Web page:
Location: California, United States

There are no random acts. We are all connected. You can no more separate one life from another than you can separate a breeze from the wind. (the five people you meet in heaven)

Wednesday, May 17, 2006

Humor Is Cultural

Culture is ingrained in each of us, often without our realization. Whenever you leave your home country, this is something that becomes quite obvious. In addition to the myriad of really obvious things like language, food, transportation, clothing, etc., other things such as references to TV shows, sports teams, stores, etc. are often lost on people who do not share your culture. However, there are other, more subtle, things that make you suddenly realize you’ve run into a cultural brick wall.

The other day, I was buying some donuts for my office. The donut experience in Japan is quite different from the US, and the donut shop you will find most everywhere is Mister Donut. There was a Mister Donut near my house growing up, so this is somewhat natsukashii (懐かしい—nostalgic), but the donut selection is not the only difference. In Japan, donuts are purchased individually; there is no price per dozen. You enter the store, get a tray and a pair of thongs, and as you select the donuts you want, you put them on your tray.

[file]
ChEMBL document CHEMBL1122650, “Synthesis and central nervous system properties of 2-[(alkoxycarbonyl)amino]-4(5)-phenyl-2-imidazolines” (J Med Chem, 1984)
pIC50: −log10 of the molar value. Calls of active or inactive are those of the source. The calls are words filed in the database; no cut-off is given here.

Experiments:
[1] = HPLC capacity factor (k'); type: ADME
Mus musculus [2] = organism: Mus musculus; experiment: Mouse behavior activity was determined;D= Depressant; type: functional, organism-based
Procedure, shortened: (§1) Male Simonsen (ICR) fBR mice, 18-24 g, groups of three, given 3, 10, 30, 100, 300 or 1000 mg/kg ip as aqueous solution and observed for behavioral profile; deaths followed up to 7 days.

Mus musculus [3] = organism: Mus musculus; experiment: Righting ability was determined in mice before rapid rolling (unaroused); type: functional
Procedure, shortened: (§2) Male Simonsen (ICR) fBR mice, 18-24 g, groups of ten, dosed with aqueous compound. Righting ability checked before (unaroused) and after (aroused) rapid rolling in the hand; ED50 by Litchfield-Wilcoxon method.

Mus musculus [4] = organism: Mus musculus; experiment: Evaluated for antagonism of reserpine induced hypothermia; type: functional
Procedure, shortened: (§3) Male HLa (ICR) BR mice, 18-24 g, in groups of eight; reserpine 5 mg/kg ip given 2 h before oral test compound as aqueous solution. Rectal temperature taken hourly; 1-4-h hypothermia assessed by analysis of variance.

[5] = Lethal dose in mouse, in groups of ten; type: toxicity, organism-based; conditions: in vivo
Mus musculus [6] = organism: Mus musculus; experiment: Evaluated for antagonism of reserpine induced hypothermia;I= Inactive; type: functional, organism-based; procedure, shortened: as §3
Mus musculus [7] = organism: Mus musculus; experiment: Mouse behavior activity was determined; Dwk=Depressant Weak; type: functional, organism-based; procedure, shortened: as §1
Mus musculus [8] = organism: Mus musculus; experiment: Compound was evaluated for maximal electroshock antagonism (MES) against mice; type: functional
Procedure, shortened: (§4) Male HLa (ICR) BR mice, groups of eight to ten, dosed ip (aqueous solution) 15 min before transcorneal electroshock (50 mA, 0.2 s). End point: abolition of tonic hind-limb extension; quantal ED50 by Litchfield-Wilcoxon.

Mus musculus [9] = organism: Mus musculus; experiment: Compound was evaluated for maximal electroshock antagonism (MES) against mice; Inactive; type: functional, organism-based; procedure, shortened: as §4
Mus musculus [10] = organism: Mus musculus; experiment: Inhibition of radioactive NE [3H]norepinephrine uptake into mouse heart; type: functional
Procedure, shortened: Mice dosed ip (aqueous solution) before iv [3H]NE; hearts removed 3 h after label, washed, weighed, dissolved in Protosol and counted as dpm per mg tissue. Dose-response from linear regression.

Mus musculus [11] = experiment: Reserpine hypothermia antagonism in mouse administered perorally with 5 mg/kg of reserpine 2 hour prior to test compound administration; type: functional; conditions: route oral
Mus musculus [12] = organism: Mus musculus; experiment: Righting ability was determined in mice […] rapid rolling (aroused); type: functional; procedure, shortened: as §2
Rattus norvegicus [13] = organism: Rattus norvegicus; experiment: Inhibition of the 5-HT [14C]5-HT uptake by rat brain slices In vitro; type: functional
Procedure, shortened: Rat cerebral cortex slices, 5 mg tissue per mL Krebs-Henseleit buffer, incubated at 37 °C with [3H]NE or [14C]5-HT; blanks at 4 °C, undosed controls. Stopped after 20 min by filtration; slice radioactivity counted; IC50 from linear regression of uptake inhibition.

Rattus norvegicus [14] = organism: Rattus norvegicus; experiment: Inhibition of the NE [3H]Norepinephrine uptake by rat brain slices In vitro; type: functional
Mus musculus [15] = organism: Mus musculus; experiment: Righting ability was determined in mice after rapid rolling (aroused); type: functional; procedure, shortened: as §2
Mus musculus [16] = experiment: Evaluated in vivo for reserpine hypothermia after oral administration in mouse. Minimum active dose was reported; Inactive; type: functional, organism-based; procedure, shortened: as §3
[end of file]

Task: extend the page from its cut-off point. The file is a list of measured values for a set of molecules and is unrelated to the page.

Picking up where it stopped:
I wanted to make sure that there were plenty of donuts, so I had twenty on the small tray. It looked like a mountain of donuts. As I approached the register, the boy behind the counter asked me, “お持ち帰りですか。” (Is this for take out?) As I started to say yes, I changed mid-stream and said in Japanese, “No, I’m going to eat them all here.” He knew he’d heard something but was not sure what. He looked up at me and repeated his question, “Omochi kaeri desuka?” and then began to say “take-out” with Japanese pronunciation. I cut him off and said, “No, I’m really hungry, so I’m going to eat them all here. Could you please put them on a large plate for me?” He stood there, staring back at me, not knowing how to react. He was frozen. He stared at me, and as the corner of my lips began to turn up into a smile, I told him, “It’s a joke.” He bent over, looking relieved, and got out the boxes to pack up the donuts.

When I later told Sa the story, she first said that the question was ridiculous as it should be obvious that anyone with that many donuts was not going to eat them in the store. However, she added that if I wanted to joke, my initial response to his take-out question should have been, “Yes, for take-out. I can’t eat this many donuts at one time.” Humor often does not translate.


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